Welcome to FCNL’s Native American Legislative Update! NALU is a monthly newsletter about FCNL’s Native American policy advocacy and ways for you to engage members of Congress.
Indian Boarding Schools Bill Introduced in Senate
On May 18, Sens. Elizabeth Warren (MA), Lisa Murkowski (AK), and others re-introduced a bipartisan bill to establish the Truth and Healing Commission on Indian Boarding School Policies in the United States to the Senate (S. 1723).
If passed, the legislation would create the first official commission in U.S. history to investigate and document the long-term impacts of hundreds of federally sponsored Native boarding schools operated by Christian churches, including some Quakers. The Commission may also recommend that the federal government create guidelines to protect student graves and support the repatriation of bodies interred at the schools.
Tribal communities are still navigating the intergenerational consequences of the boarding school era. It is time for faith groups, particularly those that ran boarding schools, to acknowledge the traumatic assimilation practices, erasure of Indigenous cultures and languages, and human rights violations that occurred in boarding schools.
Young adult advocates nationwide have greatly led FCNL’s advocacy for this legislation. Since last August, our young adult programs have led grassroots actions and mobilized their communities. The result? So far, they have organized 55 lobby visits, secured nearly 30 media engagements, and hosted three community and awareness events.
We want to commend and congratulate these advocates for their hard work in ensuring the introduction of S. 1723!
Senate Hearing on the President Biden’s FY24 Department of the Interior Budget
On May 2, the Senate Energy and Natural Resources Committee held a hearing on President Joe Biden’s Fiscal Year 2024 budget for the Department of the Interior (DOI). Secretary Deb Haaland provided testimony on the DOI budget, which recommends an increase in funding for the Department of Indian Affairs and significant investments towards addressing the crisis of Missing and Murdered Indigenous Peoples (MMIP), the legacy of the federal Indian Boarding Schools, and Native language revitalization.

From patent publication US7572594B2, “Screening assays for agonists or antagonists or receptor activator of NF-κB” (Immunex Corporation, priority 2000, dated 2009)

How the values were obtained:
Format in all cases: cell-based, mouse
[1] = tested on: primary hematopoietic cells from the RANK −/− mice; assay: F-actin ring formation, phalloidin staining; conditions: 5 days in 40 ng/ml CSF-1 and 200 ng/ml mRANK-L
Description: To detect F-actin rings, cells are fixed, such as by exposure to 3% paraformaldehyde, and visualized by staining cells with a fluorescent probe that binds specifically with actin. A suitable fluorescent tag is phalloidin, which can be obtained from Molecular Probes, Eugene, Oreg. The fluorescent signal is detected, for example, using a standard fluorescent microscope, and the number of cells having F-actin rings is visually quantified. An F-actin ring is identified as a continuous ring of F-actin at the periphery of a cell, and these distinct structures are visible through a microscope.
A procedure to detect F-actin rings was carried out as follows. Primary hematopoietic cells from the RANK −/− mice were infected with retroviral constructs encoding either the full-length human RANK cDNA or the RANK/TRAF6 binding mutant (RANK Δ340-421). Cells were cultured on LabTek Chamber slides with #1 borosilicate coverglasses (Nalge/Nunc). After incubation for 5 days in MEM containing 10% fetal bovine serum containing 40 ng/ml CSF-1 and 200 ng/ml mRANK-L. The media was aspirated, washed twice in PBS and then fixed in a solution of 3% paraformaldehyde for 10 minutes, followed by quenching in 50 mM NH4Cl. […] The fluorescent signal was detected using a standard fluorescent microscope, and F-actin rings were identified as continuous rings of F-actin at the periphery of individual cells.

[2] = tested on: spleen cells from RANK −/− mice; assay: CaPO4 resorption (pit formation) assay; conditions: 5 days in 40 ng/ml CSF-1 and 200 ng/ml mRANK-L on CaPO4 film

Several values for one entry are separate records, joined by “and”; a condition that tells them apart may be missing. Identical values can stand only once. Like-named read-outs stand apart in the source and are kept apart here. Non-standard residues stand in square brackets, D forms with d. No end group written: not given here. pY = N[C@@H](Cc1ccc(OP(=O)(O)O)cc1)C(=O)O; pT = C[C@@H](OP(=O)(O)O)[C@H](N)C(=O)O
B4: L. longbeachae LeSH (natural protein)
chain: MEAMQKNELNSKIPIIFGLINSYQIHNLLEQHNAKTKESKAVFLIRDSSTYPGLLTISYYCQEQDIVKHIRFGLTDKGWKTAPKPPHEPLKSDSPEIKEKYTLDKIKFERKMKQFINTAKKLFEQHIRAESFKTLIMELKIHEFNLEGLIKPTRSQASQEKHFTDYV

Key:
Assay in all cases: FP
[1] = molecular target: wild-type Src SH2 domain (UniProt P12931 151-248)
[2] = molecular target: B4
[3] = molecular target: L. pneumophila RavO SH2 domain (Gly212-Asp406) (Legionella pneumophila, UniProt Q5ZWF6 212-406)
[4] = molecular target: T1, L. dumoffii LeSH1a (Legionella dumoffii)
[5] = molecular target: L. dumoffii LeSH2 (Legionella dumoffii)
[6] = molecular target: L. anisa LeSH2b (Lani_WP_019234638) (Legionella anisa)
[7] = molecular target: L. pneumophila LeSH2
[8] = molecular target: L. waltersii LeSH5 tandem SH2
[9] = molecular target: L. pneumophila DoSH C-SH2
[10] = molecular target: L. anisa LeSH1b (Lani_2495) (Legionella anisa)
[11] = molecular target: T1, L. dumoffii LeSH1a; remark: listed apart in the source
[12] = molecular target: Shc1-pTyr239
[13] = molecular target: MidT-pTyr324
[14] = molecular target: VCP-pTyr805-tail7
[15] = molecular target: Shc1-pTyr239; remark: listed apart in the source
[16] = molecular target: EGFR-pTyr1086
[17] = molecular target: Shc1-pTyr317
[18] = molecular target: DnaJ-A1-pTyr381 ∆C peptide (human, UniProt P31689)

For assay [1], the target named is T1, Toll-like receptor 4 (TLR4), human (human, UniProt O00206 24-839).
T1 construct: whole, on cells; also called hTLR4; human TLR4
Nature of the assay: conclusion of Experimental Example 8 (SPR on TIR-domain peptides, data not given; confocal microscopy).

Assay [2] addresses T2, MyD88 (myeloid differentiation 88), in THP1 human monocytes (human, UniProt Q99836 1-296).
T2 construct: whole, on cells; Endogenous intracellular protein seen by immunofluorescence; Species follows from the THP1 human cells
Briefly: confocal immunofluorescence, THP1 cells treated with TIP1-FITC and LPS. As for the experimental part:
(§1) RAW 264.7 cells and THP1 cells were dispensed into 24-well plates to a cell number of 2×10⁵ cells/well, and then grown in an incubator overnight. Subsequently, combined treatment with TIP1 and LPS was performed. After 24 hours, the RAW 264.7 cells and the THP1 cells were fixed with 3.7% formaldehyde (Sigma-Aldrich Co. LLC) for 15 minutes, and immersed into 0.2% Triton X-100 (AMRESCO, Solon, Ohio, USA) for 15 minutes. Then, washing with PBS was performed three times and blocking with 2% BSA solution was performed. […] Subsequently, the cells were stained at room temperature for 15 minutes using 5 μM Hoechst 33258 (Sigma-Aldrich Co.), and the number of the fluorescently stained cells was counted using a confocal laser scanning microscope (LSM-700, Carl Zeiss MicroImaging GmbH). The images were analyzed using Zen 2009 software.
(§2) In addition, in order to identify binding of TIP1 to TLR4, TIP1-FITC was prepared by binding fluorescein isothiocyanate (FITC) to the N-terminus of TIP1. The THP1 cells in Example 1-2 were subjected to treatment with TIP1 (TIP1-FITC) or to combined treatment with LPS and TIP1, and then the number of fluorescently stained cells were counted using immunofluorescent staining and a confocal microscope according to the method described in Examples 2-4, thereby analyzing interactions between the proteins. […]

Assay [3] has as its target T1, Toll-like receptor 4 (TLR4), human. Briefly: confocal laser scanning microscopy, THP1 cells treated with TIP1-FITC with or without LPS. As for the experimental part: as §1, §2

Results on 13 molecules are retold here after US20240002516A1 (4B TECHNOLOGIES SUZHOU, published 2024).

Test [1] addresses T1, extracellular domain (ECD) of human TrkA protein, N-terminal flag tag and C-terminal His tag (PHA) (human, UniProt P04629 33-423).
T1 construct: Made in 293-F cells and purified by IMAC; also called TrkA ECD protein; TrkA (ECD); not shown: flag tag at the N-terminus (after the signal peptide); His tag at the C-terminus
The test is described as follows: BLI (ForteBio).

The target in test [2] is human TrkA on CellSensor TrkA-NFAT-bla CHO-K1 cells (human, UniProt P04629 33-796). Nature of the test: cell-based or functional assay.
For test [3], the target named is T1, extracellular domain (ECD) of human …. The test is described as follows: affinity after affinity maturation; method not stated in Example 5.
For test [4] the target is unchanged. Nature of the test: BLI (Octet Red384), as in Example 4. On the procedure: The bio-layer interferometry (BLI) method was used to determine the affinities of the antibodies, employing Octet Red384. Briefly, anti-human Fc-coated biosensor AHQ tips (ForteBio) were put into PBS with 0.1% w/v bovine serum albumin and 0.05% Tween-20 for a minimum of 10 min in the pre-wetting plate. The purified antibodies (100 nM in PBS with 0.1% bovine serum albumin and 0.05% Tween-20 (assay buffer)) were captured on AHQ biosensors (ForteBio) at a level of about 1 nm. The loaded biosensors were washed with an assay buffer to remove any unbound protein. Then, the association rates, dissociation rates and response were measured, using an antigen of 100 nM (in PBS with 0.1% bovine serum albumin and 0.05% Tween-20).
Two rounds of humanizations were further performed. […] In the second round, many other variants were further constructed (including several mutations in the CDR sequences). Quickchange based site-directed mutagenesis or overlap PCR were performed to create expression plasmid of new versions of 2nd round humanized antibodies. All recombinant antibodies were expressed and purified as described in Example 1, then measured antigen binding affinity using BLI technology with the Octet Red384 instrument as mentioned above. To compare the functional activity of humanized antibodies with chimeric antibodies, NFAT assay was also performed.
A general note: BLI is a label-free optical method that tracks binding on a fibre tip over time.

Sen. Maria Cantwell (WA) used her time at the hearing to highlight the crisis of MMIP, particularly in her state. She named the 113 unsolved cases in Washington involving Indigenous victims. She also brought attention to the Seattle Indian Health Board’s report on MMIP, which found that the cities of Seattle and Tacoma have the highest cases of missing and murdered Native women and girls in the country.
DOI started a Missing and Murdered Unit in 2021. Since its inception, the unit has investigated 681 missing and murdered person cases, solved or closed 204 missing person cases, and solved 7 murder cases. While the unit has made progress across Indian Country, only 32 of 63 positions are filled.
In response to Sen. Cantwell’s questioning, Secretary Haaland agreed that more resources are needed to continue hiring and supporting the role unit staff plays in addressing this crisis of violence against Indigenous people.
Native American Child Protection Act (H.R.663)
On May 17, the House Natural Resources Committee marked up a revised version of the Native American Child Protection Act (H.R. 663). If passed, this bill would reauthorize and amend the Indian Child Protection and Family Violence Prevention Act. It supports programs related to the prevention, investigation, treatment, and prosecution of family violence, child abuse, and child neglect involving Indian children and families.
- The brutal past and uncertain future of Native adoptions
- Pulitzer Prize winners include a First Nations podcaster who focused on her father’s boarding school experience
- New York bans the use of Native mascots in public schools
- American Genocide: The Crimes of Native American Boarding Schools Embarks on a Quest for Truth and Healing